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Review: Shakespeare Ghostbusters at St. Martin’s Theatre - MICF

Review by Naomi Cardwell

It takes a particular kind of madness to attempt the adaptation of an iconic 1980’s Action/Comedy and mash it up with Elizabethan language. But like French Fries dipped into a chocolate ice cream sundae, The Ghostlight League’s Shakespeare Ghostbusters is an improbable treat you absolutely have to try. 

The play’s storyline keeps close to Bill Murray and Dan Aykroyd’s 1984 hit Ghostbusters, which follows disgraced academic Peter Venkman and his team’s foray into supernatural pest control for profit. As Venkman, Danny McGinlay is perfectly sleazy and cynical, delighting the audience with his wry and rubber-faced quips. Narrator Rik Brown runs the show like a hilariously disgruntled ringmaster, calling the characters into action, lyrically setting the scene for us, and grousing away in all his asides. 

It’s the female cast, though, who make this play truly soar. As scientist Dr Egon Spengler, Elysia Janssen is deliciously deadpan as she prowls the space, hilariously operating her ghost-detection equipment and invasively investigating everybody and everything. Donna Prince’s puppetry is brilliant, with movements and facial gestures that mirror her puppet’s affect seamlessly, and the ruff-sporting ghost puppets themselves – also created by Prince – make for a highlight of the entire Comedy Festival.

As Janine, the aggressively bored receptionist as well as a whole host of other characters, Tam Dahmen’s physical comedy is an absolute scream - she steals every scene she’s in, turning her multiple roles into a showcase of her talent and infectious wit. Producer/performer Cassandra Hart is a consummate comedienne: at once sexy, funny, and riotously arch in her portrayal of femme fatale Dana Barrett.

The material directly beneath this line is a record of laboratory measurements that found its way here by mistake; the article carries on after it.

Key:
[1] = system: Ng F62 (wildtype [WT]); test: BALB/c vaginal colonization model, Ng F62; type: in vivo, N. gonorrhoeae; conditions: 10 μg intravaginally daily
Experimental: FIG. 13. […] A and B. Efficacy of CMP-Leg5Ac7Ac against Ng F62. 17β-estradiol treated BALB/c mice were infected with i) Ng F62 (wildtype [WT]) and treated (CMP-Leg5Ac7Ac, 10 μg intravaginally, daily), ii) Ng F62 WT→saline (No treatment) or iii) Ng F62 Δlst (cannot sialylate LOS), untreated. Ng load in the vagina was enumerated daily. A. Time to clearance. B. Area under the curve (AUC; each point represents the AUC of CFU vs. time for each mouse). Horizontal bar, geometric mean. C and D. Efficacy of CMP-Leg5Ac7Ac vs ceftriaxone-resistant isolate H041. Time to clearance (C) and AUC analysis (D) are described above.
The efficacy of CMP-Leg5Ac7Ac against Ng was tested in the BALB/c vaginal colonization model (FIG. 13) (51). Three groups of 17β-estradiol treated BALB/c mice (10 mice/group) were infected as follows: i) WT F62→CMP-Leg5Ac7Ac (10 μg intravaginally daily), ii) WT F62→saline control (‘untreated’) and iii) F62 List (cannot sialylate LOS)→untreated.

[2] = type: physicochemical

While not explicit at all, the play is full of spicy jokes and ribald humour – one ghost’s late-night visitation to a character still has me giggling inappropriately a day later. On the night I attend, there are lots of children in the audience whose squeals of laughter throughout are a better review of the overall show than I could ever write. However, parents should take into consideration the show’s 15+ rating, which is definitely well-earned.

Patrick Slee’s lighting design is frighteningly good, with the sparse set relying on his intuitive brushstrokes to move us between locations. One memorable scene, featuring the gang peering into a fridge, is so convincingly well-lit I still can’t believe there wasn’t an invisible refrigerator on stage sputtering cool white light into the characters’ faces. Sandro Falce’s sound design is full of easter eggs, with an outrageous line-up of pop music tinkling away on harpsicord throughout the show and a cheeky Wilhelm Scream thrown in for good measure. 

The production runs on fumes and absolutely revels in it. Who needs special effects when you have pool noodles? Who needs complicated sets when you have snappy, witty dialogue and an energetic cast comically scrambling full-pelt across the stage to arrange scene transitions? The play has all the spontaneity and scarcity of a night of improv, with all the chops and polish of a well-written, thoughtfully constructed comedy adaptation.

This is in no small part thanks to the direction of Rob Lloyd of Shakespeare Aliens fame, whose arrangement of The Coincidence Men’s script keeps the dialogue tight, the action high and the laughter flowing. I can’t wait to see what Lloyd gets up to next, and I’ll certainly jump at the chance to catch the Ghostlight League’s next madcap adventures, as they fast cement themselves as a cult fixture of the Melbourne International Comedy Festival. 

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